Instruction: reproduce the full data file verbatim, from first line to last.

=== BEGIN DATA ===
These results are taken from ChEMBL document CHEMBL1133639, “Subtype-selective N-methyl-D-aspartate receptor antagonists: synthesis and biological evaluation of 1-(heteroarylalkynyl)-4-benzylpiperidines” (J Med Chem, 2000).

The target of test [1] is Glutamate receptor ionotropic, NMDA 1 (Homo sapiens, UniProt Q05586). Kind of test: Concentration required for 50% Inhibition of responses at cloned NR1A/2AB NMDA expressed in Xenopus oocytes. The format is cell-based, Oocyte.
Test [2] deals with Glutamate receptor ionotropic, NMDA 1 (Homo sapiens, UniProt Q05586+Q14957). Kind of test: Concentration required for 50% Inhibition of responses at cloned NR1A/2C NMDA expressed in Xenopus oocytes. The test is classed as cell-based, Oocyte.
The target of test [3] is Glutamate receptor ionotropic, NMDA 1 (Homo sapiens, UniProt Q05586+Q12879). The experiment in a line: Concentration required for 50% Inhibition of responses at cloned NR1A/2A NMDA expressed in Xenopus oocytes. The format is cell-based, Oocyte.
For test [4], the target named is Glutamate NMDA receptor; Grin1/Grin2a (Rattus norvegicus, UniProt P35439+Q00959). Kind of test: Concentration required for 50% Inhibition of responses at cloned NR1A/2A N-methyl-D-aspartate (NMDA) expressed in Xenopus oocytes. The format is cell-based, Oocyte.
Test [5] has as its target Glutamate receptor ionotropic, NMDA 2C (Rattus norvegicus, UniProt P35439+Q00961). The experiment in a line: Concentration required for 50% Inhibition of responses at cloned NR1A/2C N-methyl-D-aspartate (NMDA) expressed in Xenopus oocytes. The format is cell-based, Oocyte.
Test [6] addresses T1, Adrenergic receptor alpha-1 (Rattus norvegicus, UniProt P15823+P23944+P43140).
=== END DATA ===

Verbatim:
These results are taken from ChEMBL document CHEMBL1133639, “Subtype-selective N-methyl-D-aspartate receptor antagonists: synthesis and biological evaluation of 1-(heteroarylalkynyl)-4-benzylpiperidines” (J Med Chem, 2000).

The target of test [1] is Glutamate receptor ionotropic, NMDA 1 (Homo sapiens, UniProt Q05586). Kind of test: Concentration required for 50% Inhibition of responses at cloned NR1A/2AB NMDA expressed in Xenopus oocytes. The format is cell-based, Oocyte.
Test [2] deals with Glutamate receptor ionotropic, NMDA 1 (Homo sapiens, UniProt Q05586+Q14957). Kind of test: Concentration required for 50% Inhibition of responses at cloned NR1A/2C NMDA expressed in Xenopus oocytes. The test is classed as cell-based, Oocyte.
The target of test [3] is Glutamate receptor ionotropic, NMDA 1 (Homo sapiens, UniProt Q05586+Q12879). The experiment in a line: Concentration required for 50% Inhibition of responses at cloned NR1A/2A NMDA expressed in Xenopus oocytes. The format is cell-based, Oocyte.
For test [4], the target named is Glutamate NMDA receptor; Grin1/Grin2a (Rattus norvegicus, UniProt P35439+Q00959). Kind of test: Concentration required for 50% Inhibition of responses at cloned NR1A/2A N-methyl-D-aspartate (NMDA) expressed in Xenopus oocytes. The format is cell-based, Oocyte.
Test [5] has as its target Glutamate receptor ionotropic, NMDA 2C (Rattus norvegicus, UniProt P35439+Q00961). The experiment in a line: Concentration required for 50% Inhibition of responses at cloned NR1A/2C N-methyl-D-aspartate (NMDA) expressed in Xenopus oocytes. The format is cell-based, Oocyte.
Test [6] addresses T1, Adrenergic receptor alpha-1 (Rattus norvegicus, UniProt P15823+P23944+P43140).